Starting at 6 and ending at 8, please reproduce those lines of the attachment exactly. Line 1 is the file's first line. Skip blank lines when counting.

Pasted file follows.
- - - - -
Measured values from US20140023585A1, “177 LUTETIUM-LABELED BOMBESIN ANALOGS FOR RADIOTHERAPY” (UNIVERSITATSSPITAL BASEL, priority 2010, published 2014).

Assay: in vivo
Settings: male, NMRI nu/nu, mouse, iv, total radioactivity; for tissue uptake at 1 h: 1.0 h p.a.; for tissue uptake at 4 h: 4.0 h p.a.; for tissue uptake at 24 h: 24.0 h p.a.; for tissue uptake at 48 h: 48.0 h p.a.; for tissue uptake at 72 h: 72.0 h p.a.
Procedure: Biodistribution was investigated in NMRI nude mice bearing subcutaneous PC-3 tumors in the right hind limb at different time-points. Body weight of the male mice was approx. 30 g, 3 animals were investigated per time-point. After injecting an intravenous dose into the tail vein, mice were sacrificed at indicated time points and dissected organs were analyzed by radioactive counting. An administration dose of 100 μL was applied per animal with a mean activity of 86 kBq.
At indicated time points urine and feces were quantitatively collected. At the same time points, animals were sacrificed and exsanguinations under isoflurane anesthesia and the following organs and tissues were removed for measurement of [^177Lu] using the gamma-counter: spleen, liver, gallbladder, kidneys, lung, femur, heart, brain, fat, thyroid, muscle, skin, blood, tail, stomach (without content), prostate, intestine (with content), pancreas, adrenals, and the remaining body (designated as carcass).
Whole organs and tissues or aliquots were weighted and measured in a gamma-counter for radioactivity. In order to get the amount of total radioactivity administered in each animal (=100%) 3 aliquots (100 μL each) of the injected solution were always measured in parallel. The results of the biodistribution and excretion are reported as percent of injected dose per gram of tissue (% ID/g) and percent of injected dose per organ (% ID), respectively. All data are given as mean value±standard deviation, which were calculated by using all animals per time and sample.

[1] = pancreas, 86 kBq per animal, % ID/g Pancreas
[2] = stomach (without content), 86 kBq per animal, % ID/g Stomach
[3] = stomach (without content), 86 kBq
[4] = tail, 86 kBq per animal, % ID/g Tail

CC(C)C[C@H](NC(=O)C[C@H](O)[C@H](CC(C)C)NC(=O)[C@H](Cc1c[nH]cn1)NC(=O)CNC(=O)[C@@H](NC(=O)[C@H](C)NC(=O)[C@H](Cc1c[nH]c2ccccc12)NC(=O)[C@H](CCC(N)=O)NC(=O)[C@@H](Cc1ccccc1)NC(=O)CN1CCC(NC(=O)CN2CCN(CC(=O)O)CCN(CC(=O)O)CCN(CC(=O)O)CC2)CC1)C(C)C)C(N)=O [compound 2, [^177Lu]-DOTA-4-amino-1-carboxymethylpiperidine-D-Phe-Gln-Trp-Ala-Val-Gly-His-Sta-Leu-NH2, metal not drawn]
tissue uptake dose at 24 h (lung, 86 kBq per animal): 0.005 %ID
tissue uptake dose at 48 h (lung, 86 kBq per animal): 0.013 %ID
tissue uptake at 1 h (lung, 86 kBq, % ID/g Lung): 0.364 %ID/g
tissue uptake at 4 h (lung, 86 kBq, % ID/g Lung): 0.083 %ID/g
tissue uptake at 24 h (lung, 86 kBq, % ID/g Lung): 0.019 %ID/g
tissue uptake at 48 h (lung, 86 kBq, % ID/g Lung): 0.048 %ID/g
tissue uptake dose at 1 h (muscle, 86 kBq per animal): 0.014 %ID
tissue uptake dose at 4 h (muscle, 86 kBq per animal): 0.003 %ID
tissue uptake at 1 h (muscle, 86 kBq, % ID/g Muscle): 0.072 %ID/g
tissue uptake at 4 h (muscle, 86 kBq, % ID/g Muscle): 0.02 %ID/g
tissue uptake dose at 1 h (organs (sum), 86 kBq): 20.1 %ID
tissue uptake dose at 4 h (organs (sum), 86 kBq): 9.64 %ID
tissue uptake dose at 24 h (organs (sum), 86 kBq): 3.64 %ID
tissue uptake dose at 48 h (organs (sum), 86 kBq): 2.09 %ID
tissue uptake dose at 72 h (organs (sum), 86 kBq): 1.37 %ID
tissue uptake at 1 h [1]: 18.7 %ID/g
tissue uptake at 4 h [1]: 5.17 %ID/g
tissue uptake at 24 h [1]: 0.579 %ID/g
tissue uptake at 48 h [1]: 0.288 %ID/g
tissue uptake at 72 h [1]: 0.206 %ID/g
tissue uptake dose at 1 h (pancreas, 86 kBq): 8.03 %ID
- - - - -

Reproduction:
Whole organs and tissues or aliquots were weighted and measured in a gamma-counter for radioactivity. In order to get the amount of total radioactivity administered in each animal (=100%) 3 aliquots (100 μL each) of the injected solution were always measured in parallel. The results of the biodistribution and excretion are reported as percent of injected dose per gram of tissue (% ID/g) and percent of injected dose per organ (% ID), respectively. All data are given as mean value±standard deviation, which were calculated by using all animals per time and sample.

[1] = pancreas, 86 kBq per animal, % ID/g Pancreas
[2] = stomach (without content), 86 kBq per animal, % ID/g Stomach